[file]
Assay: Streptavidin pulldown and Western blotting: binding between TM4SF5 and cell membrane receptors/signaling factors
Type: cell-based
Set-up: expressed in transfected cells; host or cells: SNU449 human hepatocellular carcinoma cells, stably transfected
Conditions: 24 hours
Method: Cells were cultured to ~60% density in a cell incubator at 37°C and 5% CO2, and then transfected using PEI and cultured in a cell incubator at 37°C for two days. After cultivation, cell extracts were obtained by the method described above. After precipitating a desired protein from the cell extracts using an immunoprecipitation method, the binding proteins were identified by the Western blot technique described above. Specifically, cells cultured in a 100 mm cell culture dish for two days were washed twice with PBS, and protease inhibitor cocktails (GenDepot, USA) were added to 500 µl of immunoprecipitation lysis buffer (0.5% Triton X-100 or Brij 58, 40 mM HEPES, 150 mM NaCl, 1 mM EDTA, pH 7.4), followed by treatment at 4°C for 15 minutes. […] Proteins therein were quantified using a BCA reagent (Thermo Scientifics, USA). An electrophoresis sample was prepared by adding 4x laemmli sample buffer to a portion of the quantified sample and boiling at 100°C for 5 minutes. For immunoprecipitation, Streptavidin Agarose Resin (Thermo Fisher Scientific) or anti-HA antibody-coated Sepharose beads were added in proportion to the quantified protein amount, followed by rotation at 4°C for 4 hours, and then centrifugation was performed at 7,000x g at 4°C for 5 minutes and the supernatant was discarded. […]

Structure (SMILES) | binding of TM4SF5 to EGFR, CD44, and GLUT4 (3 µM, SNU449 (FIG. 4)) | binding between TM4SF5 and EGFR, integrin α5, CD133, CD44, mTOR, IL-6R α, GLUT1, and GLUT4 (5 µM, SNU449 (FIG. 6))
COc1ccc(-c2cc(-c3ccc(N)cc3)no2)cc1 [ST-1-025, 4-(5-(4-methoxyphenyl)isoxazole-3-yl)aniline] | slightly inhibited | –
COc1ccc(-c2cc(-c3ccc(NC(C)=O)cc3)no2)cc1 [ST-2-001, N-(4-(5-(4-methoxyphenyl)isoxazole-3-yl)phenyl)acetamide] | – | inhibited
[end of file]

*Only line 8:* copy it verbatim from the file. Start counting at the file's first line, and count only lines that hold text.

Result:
COc1ccc(-c2cc(-c3ccc(NC(C)=O)cc3)no2)cc1 [ST-2-001, N-(4-(5-(4-methoxyphenyl)isoxazole-3-yl)phenyl)acetamide] | – | inhibited